Sharing the load

December 15, 2016

 

 

Along with the encroaching UK winter recently came the headline “Nine out of ten family doctors in England feel unable to offer safe care to patients because of mounting workloads”(1) It’s shocking but, in recent times, an all too familiar sentiment, inevitably destined to confirm a burden already felt by GPs and add ammunition to the existing anxieties of patients. 

 

On reading the Telegraph article, I was struck particularly by the concept of ‘feeling unable to offer safe care’ and how damaging this can be not only for patients but also for those treating them. 

 

The negative impact of increasing patient numbers and workload on our ability to consult as we would like to, especially when caring for those suffering emotional distress perhaps requiring more from our conversation, was a driving force to starting this work: the search for strategies that might allow us to cope with the pressures whilst not compromising the care we provide. 

 

Despite the involvement of other community professionals, GPs can be notoriously isolated in comparison to hospital colleagues, often taking on much of the responsibility for multiple aspects of a person’s care.  Widespread staff shortages, as illustrated in a recent BMA survey that found a third of GP practices run by partners in England have doctor vacancies they have been unable to fill for at least a year (2), have only added to the strain.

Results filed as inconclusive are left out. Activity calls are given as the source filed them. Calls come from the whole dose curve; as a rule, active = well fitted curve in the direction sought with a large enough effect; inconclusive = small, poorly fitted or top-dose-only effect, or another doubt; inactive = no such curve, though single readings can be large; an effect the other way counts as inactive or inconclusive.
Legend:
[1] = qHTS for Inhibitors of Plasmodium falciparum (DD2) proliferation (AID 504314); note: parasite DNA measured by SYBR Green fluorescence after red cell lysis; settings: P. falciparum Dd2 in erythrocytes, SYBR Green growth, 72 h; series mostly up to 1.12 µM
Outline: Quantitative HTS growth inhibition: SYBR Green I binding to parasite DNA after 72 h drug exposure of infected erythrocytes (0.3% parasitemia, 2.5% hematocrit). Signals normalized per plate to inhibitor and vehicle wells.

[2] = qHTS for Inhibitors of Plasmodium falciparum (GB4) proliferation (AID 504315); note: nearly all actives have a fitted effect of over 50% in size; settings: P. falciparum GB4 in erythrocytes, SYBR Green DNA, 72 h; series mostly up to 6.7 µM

During my time in Chico, I observed certain roles within the practice that, in my experience, are not as widely utilised in the UK community setting. Considering how we might better share the burden within our own system made me think about these figures and what impact a larger presence might have on patient care and experience. 

 

I’ve come across Physician assistants only a handful of times in the UK and usually only in a hospital setting. However, I am aware that the role of Physician associate in the UK is on the increase following the launch of the faculty of Physician associates in July 2015.  The role, largely promoted to its development by American Physician associates working in the UK, is now described as: 

 

“…a new healthcare professional who, while not a doctor, works to the medical model, with the attitudes, skills and knowledge base to deliver holistic care and treatment within the general medical and/or general practice team under defined levels of supervision.”